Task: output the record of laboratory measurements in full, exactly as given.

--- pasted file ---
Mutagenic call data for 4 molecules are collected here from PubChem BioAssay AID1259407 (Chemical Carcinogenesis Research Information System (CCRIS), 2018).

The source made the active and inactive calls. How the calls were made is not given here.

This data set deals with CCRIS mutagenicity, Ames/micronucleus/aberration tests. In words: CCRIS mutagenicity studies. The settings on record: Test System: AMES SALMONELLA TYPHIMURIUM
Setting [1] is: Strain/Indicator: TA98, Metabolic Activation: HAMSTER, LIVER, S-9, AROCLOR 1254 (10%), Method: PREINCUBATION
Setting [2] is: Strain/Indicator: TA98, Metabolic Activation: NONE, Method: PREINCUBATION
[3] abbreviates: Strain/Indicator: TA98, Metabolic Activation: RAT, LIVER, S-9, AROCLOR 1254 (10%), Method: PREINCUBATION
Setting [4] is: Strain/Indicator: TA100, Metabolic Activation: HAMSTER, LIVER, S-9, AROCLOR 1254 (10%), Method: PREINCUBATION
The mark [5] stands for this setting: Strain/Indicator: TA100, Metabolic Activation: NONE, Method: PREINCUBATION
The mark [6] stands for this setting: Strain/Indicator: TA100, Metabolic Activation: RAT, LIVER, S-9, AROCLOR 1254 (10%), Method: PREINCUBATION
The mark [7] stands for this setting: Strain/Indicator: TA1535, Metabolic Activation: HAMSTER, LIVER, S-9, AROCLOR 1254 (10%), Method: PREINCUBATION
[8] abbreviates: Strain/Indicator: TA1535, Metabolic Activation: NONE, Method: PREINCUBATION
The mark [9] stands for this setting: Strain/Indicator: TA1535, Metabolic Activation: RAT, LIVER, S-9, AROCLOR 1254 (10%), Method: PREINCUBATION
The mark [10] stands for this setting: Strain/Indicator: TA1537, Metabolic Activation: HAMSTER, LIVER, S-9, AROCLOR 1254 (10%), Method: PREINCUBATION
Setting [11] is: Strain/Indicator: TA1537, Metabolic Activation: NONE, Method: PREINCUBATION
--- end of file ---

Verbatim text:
Mutagenic call data for 4 molecules are collected here from PubChem BioAssay AID1259407 (Chemical Carcinogenesis Research Information System (CCRIS), 2018).

The source made the active and inactive calls. How the calls were made is not given here.

This data set deals with CCRIS mutagenicity, Ames/micronucleus/aberration tests. In words: CCRIS mutagenicity studies. The settings on record: Test System: AMES SALMONELLA TYPHIMURIUM
Setting [1] is: Strain/Indicator: TA98, Metabolic Activation: HAMSTER, LIVER, S-9, AROCLOR 1254 (10%), Method: PREINCUBATION
Setting [2] is: Strain/Indicator: TA98, Metabolic Activation: NONE, Method: PREINCUBATION
[3] abbreviates: Strain/Indicator: TA98, Metabolic Activation: RAT, LIVER, S-9, AROCLOR 1254 (10%), Method: PREINCUBATION
Setting [4] is: Strain/Indicator: TA100, Metabolic Activation: HAMSTER, LIVER, S-9, AROCLOR 1254 (10%), Method: PREINCUBATION
The mark [5] stands for this setting: Strain/Indicator: TA100, Metabolic Activation: NONE, Method: PREINCUBATION
The mark [6] stands for this setting: Strain/Indicator: TA100, Metabolic Activation: RAT, LIVER, S-9, AROCLOR 1254 (10%), Method: PREINCUBATION
The mark [7] stands for this setting: Strain/Indicator: TA1535, Metabolic Activation: HAMSTER, LIVER, S-9, AROCLOR 1254 (10%), Method: PREINCUBATION
[8] abbreviates: Strain/Indicator: TA1535, Metabolic Activation: NONE, Method: PREINCUBATION
The mark [9] stands for this setting: Strain/Indicator: TA1535, Metabolic Activation: RAT, LIVER, S-9, AROCLOR 1254 (10%), Method: PREINCUBATION
The mark [10] stands for this setting: Strain/Indicator: TA1537, Metabolic Activation: HAMSTER, LIVER, S-9, AROCLOR 1254 (10%), Method: PREINCUBATION
Setting [11] is: Strain/Indicator: TA1537, Metabolic Activation: NONE, Method: PREINCUBATION